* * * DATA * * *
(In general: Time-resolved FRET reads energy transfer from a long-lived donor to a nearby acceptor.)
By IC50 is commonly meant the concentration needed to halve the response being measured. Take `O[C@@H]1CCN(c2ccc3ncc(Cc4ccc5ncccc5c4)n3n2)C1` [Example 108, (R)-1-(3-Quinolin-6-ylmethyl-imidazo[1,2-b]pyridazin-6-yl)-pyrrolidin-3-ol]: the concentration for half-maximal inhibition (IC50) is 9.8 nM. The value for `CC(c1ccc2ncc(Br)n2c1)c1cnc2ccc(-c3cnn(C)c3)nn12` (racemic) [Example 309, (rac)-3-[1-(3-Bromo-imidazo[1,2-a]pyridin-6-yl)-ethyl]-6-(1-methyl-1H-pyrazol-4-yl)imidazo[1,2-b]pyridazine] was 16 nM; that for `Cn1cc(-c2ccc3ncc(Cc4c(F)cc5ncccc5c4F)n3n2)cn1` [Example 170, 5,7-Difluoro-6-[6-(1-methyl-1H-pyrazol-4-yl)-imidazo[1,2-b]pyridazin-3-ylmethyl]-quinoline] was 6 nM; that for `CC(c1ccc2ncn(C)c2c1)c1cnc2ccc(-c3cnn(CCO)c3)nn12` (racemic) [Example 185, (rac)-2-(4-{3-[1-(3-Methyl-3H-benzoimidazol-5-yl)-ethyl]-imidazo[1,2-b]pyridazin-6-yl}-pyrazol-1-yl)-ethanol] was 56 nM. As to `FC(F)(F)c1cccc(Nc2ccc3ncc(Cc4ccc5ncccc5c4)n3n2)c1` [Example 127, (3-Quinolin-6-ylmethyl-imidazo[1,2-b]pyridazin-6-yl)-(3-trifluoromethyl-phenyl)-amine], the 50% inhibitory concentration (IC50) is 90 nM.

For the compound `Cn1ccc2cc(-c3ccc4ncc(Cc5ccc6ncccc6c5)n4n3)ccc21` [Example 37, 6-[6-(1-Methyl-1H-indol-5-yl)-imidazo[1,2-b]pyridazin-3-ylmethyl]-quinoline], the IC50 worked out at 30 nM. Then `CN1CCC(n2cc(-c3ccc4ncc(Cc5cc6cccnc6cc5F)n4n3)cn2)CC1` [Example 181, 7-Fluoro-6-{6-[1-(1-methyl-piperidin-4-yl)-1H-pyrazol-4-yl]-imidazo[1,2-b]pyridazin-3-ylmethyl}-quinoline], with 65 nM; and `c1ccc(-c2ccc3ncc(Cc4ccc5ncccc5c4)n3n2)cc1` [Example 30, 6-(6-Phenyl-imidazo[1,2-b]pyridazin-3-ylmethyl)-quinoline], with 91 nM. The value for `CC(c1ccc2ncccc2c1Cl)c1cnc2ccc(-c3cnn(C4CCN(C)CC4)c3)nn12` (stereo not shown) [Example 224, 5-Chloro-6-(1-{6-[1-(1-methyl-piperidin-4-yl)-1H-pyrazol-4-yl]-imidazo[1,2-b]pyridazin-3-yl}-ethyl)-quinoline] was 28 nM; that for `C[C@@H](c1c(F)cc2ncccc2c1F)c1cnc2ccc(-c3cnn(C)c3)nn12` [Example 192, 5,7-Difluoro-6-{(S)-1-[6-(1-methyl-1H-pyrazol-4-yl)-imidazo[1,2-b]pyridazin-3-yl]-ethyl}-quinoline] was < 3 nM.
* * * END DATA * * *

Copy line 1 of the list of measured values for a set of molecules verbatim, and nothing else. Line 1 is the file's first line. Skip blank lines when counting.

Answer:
(In general: Time-resolved FRET reads energy transfer from a long-lived donor to a nearby acceptor.)